The Birth of American Law: An Italian Philosopher and the American Revolution tells the forgotten, untold story of the origins of U.S. law. Before the Revolutionary War, a 26-year-old Italian thinker, Cesare Beccaria, published On Crimes and Punishments, a runaway bestseller that shaped the Declaration of Independence, the U.S. Constitution, and early American laws. America’s Founding Fathers, including early U.S. Presidents, avidly read Beccaria’s book—a product of the Italian Enlightenment that argued against tyranny and the death penalty. Beccaria’s book shaped American views on everything from free speech to republicanism, to “Life, Liberty and the pursuit of Happiness,” to gun ownership and the founders’ understanding of “cruel and unusual punishments,” the famous phrase in the U.S. Constitution’s Eighth Amendment. In opposing torture and infamy, Beccaria inspired America’s founders to jettison England’s Bloody Code, heavily reliant on executions and corporal punishments, and to adopt the penitentiary system.

Available for purchase at: http://www.cap-press.com/books/isbn/9781611636048/The-Birth-of-American-Law#

Read a short piece on Professor Bessler's book here (at pg. 34): http://issuu.com/ubaltlaw/docs/baltimore_law__fall_2014

May 15, 2014 10:55 AM PDT

Today we will be talking with Andrew Ferguson, Associate Professor of Law at UDC-David A. Clarke School of Law about the importance of jury duty. The jury once existed at the core of American constitutional identity. We discuss why this has changed and how we can reclaim the civic and constitutional identity of jury duty today.

April 24, 2014 09:42 AM PDT

Today we will be talking with Eric Segall, the Kathy and Lawrence Ashe Professor of Law at Georgia State University College of Law, about the relationship between greater access to the Court, its records and proceedings, and public understanding of the Court and its history. We’d like to note that ConSource takes no position with respect to cameras in the courtroom or greater Supreme Court transparency. We are simply hosting a conversation about this timely issue as it relates to preserving historical records and facilitating civic education.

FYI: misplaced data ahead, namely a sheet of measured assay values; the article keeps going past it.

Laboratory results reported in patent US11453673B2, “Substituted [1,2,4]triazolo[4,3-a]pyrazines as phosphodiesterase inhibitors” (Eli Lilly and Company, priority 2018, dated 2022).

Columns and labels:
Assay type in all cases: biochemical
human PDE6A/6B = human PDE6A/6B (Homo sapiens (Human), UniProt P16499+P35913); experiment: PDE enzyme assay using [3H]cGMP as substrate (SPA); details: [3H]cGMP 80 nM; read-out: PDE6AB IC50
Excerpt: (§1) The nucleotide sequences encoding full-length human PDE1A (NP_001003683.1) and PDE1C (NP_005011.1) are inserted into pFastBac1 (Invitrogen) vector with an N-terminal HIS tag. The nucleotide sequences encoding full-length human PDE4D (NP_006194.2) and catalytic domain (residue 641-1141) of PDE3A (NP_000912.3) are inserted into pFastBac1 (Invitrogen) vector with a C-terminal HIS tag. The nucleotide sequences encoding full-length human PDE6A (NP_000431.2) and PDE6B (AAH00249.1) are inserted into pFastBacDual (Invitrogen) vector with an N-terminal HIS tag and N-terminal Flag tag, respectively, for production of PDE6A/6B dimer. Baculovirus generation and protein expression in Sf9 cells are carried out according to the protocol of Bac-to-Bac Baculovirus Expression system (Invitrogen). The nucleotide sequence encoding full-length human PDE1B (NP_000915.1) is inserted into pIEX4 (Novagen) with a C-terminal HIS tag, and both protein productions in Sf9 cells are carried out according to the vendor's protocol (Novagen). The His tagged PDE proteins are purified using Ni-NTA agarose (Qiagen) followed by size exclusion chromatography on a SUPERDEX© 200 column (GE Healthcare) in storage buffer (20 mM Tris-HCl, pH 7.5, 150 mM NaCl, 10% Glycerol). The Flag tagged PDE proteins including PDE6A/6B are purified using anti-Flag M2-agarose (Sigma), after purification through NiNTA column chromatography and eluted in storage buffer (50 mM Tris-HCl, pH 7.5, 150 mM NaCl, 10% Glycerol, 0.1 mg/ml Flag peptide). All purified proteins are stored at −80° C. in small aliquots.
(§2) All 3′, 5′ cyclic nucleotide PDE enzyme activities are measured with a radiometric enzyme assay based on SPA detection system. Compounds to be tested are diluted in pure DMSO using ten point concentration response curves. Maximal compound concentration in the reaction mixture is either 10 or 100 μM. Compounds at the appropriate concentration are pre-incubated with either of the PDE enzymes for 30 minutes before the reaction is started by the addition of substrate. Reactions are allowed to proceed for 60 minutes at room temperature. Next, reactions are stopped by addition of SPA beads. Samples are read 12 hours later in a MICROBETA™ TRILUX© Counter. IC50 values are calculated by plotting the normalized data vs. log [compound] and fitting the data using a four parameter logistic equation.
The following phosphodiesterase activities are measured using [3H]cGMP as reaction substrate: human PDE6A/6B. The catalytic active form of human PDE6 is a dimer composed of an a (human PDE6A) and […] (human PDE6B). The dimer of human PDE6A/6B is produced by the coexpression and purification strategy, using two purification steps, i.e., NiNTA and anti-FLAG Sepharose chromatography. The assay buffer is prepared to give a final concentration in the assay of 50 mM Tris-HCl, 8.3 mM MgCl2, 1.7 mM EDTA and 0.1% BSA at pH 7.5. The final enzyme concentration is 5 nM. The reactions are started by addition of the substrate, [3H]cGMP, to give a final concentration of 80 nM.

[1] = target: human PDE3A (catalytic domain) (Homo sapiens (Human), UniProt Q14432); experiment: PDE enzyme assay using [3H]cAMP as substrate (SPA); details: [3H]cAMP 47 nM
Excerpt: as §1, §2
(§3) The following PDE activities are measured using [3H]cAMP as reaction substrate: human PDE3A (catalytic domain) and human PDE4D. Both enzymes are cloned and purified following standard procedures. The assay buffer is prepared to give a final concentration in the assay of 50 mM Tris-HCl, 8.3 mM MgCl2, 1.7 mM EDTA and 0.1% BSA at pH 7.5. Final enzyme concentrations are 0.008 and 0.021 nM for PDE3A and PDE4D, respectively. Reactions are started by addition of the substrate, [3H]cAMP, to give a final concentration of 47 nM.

April 17, 2014 07:38 AM PDT

Robert Tsai's gripping history of alternative constitutions invites readers into the circle of those who have rejected this ringing assertion--the defiant groups that refused to accept the Constitution's definition of who "the people" are and how their authority should be exercised.

America's Forgotten Constitutions is the story of America as told by dissenters: squatters, Native Americans, abolitionists, socialists, internationalists, and racial nationalists. Beginning in the nineteenth century, Tsai chronicles eight episodes in which discontented citizens took the extraordinary step of drafting a new constitution. He examines the alternative Americas envisioned by John Brown (who dreamed of a republic purged of slavery), Robert Barnwell Rhett (the Confederate "father of secession"), and Etienne Cabet (a French socialist who founded a utopian society in Illinois). Other dreamers include the University of Chicago academics who created a world constitution for the nuclear age; the Republic of New Afrika, which demanded a separate country carved from the Deep South; and the contemporary Aryan movement, which plans to liberate America from multiculturalism and feminism.